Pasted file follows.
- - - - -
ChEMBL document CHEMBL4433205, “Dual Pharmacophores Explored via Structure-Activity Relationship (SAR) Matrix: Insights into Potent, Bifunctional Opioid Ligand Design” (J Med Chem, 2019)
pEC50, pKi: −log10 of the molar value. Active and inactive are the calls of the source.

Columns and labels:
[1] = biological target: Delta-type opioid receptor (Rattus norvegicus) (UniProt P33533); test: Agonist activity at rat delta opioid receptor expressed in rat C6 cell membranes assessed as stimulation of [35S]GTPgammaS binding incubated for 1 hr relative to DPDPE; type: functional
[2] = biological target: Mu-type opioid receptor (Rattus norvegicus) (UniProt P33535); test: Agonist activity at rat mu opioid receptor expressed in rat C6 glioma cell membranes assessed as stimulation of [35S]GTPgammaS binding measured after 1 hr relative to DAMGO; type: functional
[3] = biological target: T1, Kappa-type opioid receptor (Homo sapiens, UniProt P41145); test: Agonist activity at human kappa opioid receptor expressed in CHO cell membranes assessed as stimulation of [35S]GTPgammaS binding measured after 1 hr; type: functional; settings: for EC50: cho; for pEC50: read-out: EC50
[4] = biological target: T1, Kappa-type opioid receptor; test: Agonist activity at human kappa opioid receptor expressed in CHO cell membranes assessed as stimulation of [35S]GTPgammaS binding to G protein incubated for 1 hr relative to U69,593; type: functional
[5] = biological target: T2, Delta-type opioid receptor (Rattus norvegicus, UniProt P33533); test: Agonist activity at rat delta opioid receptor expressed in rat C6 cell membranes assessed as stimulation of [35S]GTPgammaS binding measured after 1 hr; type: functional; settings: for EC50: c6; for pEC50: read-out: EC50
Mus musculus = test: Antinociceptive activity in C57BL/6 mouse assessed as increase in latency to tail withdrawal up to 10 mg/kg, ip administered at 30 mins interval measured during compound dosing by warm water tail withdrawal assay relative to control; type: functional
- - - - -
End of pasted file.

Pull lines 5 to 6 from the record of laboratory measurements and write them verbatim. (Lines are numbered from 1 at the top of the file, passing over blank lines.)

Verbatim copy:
[2] = biological target: Mu-type opioid receptor (Rattus norvegicus) (UniProt P33535); test: Agonist activity at rat mu opioid receptor expressed in rat C6 glioma cell membranes assessed as stimulation of [35S]GTPgammaS binding measured after 1 hr relative to DAMGO; type: functional
[3] = biological target: T1, Kappa-type opioid receptor (Homo sapiens, UniProt P41145); test: Agonist activity at human kappa opioid receptor expressed in CHO cell membranes assessed as stimulation of [35S]GTPgammaS binding measured after 1 hr; type: functional; settings: for EC50: cho; for pEC50: read-out: EC50